- Gestalt Award – The mother of them all. Gestalt completes the whole competition.
The latter half of today went into this huge discussion of how to tell between an artist and scientist and after listening to everyone’s version of it. I’ve come to this strong conclusion. There is really NO difference between an artist and a designer. I think the ONLY valid point that can be considered is ‘how they present their work’ so to put it in simple words If you present your work in a scientific manner then you’re thinking like a scientist otherwise you’re thinking like an artist/designer. This is only because in every other way both an artist and a scientist have exactly the same thought pattern and process.
16th June 2010
Today we finalized on what iGEA would be if it ran. The awards were boiled down to the following
- Best Ecosystem
- Best New Emotion
- Best Social Critique
- Best Pop-Culture
- Shooting Star (short-lived, burning bright)
- Remix Culture
- Grand Prize: Gestalt Award
- Honours: Critics Choice for Visual Aesthetics
- Honours: Genetic Raspberry Award
We had to chose the categories we were competing for and we got Best New Emotion and Best Pop Culture This time it was only Nooshin ad I since Karthik was off home for a family emergency. So Nooshin and I brainstormed by starting with a mind map on Pop Culture. Then we moved onto Emotions and a few interesting things came up like Crime as an emotion – What if crime was committed as an oblivious response to an emotion. SO just like you would approach that cute girl and ask her out because you have butterflies in your stomach for her, likewise there’s this guy who wants to kill another person because he experiences an emotion that drives him to it. The other thought was jailed in Pop Culture – if you look at this in a certain perspective then aren’t all of us prisoners of pop culture. We simply cannot do without it can we? So we imagined a penitentiary where all the in-mates are served the latest iPOD. They bathe in alcohol, feed on news of the latest hip item released and party all day long. Our third idea which happened to be the one we took forward was what would happen if we deprived something of a very important element in their lives? How would they cope with that? What changes would come along? What would they do about this change? Nooshin suggested ANTS since they already have a certain culture in their behaviours and their lives revolve around the production of Formaldehyde. So we took it as a good idea and moved forward.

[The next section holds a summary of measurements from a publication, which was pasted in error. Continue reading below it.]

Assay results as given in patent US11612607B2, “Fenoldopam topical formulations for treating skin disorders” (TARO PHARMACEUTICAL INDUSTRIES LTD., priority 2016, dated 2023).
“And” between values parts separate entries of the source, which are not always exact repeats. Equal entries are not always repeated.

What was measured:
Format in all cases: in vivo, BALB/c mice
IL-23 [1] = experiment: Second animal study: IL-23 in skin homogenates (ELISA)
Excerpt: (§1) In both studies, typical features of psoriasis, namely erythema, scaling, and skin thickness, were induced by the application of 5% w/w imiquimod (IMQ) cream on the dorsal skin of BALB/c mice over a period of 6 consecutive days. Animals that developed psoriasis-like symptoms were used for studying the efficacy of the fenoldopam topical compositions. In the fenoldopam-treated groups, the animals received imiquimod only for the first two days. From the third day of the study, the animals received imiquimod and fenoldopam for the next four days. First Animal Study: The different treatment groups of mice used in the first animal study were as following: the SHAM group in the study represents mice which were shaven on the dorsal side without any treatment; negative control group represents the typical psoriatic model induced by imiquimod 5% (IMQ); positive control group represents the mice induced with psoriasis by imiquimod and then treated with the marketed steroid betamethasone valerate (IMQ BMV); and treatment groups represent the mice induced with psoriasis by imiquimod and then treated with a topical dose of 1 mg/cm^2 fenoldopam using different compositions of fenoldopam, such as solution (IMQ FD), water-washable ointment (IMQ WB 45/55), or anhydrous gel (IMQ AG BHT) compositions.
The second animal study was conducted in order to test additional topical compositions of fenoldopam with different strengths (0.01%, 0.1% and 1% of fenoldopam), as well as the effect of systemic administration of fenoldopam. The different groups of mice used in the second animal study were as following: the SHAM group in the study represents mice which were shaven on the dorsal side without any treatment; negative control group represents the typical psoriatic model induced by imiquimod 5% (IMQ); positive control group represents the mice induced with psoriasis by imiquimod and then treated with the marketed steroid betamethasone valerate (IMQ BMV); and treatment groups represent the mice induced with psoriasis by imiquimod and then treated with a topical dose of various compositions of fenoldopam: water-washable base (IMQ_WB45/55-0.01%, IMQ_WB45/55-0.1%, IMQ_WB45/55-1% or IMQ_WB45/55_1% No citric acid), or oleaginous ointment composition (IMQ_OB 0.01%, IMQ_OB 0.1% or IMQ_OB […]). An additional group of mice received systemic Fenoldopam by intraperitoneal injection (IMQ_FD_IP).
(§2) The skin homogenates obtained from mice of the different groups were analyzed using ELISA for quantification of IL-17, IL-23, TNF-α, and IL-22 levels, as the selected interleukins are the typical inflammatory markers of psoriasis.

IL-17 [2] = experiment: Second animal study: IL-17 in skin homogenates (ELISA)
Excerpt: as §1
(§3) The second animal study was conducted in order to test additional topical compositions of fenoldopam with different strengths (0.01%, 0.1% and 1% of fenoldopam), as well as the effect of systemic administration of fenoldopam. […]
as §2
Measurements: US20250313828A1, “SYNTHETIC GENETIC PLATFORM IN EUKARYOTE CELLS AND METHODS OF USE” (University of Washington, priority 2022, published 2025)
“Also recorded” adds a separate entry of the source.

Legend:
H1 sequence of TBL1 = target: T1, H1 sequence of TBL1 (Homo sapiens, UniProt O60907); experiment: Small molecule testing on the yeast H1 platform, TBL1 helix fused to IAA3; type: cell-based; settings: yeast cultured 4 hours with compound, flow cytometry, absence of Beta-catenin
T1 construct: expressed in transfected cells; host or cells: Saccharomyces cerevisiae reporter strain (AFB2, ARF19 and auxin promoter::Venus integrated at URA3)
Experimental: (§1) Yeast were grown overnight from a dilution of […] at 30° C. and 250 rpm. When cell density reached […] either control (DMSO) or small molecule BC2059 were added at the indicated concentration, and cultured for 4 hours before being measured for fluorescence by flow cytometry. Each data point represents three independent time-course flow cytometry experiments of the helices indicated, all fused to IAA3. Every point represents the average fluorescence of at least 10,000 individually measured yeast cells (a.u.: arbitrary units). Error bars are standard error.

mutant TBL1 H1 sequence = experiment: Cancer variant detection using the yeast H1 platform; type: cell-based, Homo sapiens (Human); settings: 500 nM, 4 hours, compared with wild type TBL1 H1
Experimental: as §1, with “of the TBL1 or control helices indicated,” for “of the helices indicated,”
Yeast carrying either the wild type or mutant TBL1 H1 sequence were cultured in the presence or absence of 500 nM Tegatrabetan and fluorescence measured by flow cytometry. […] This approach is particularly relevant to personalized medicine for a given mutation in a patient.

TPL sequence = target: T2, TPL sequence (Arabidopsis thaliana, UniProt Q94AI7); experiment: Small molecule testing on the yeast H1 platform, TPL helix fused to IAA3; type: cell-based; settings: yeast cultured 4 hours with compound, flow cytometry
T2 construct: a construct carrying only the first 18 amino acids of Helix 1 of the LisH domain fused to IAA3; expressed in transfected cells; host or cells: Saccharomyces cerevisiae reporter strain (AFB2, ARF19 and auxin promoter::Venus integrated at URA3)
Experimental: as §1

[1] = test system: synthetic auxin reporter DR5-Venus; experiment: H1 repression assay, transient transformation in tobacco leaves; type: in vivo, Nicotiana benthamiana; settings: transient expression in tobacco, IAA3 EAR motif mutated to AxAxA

Ants communicate using a trail of formaldehyde everywhere they go and they have complex levels of communication otherwise. So we thought of engineering a bacterium to inhibit the production of formaldehyde and then see what happens. How the pop culture fit in here, we already knew that was going to have to be imaginary. This was’nt enough so our next level was to engineer the bacteria to not only inhibit the production of formaldehyde but also produce a coloured protein in response to the emotion of the ant.
When was the last time you ever read an Indian mythological story and asked your self – what if I can do that? Indian Mythology is known to be the most culturally rich, colourful, dramatic and at the same time metaphorically ambitious story, ever told. The numbers of different versions are more than the number of sarees that came off Draupadi! It’s like a roller coaster ride of emotions which at the end of every story brings in ‘balance’.
As an Artist and Designer, whenever I read an Indian mythological story I have to say it’s so cool because these are some stories that have characters that can pretty much do whatever they want! Isn’t that what we all want? To do whatever we like? And not have to worry about consequences? And just know that at the end of it all there will be balance? I think that’s some food for thought.
As a team, we first read through the most famous stories in Indian mythology, and then had a fascinating discussion with a learned scholar in mythology and history. Arshia (the scholar) helped us put our facts together in the most fun filled way which after a few drinks turned out to be a very satisfying knowledge-full night.